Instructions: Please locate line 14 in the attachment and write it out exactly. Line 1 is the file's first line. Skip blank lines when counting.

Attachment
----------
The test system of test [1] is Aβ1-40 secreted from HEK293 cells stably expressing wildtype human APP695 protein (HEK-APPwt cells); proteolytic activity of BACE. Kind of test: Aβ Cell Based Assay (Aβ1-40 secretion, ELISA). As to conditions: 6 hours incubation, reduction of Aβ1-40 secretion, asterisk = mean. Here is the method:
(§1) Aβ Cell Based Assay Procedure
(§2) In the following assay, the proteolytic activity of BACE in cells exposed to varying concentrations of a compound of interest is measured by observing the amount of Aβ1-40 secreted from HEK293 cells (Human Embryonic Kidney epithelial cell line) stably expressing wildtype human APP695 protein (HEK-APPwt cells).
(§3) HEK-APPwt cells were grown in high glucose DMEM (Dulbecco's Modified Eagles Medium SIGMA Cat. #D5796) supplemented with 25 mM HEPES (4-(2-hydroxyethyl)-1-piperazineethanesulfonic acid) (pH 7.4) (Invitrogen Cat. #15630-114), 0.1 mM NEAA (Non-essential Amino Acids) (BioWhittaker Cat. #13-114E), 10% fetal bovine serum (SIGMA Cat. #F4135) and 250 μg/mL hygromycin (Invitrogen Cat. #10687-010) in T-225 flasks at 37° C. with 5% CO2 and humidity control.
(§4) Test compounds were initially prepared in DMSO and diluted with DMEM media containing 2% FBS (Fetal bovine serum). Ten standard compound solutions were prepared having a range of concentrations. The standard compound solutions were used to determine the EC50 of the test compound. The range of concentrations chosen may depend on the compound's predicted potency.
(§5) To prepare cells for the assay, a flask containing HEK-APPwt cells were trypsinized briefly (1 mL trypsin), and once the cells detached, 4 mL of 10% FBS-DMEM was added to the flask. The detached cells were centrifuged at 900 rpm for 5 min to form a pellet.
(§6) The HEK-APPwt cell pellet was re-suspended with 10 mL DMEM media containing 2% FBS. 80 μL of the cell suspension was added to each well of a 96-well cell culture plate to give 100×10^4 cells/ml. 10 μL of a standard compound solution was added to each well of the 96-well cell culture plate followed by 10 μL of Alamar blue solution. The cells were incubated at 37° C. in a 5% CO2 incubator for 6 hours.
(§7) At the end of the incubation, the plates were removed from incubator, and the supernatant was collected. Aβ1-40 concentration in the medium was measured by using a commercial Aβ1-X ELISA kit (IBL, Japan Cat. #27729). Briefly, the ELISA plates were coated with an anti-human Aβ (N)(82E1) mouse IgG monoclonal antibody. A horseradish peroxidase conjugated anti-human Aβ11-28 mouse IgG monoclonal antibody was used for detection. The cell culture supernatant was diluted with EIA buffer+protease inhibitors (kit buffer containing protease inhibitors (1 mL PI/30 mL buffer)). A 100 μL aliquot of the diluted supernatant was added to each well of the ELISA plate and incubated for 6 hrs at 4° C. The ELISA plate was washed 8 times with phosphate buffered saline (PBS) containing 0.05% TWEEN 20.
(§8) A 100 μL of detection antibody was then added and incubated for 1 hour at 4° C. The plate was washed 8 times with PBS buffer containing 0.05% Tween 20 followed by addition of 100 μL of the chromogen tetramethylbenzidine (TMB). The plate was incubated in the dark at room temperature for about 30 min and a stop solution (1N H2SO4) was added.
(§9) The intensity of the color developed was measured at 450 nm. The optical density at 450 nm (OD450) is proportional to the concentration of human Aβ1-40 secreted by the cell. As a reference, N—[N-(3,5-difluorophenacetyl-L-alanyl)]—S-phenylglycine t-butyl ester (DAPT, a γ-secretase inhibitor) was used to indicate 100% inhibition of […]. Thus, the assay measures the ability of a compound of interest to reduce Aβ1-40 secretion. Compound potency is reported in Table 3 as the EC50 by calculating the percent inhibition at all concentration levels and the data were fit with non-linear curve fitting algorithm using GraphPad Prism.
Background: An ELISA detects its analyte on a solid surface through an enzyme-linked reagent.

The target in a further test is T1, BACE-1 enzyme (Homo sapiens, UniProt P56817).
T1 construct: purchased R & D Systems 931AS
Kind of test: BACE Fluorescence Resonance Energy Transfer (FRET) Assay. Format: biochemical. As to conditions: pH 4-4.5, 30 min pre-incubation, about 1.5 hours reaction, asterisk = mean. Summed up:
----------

Kind of test: BACE Fluorescence Resonance Energy Transfer (FRET) Assay. Format: biochemical. As to conditions: pH 4-4.5, 30 min pre-incubation, about 1.5 hours reaction, asterisk = mean. Summed up: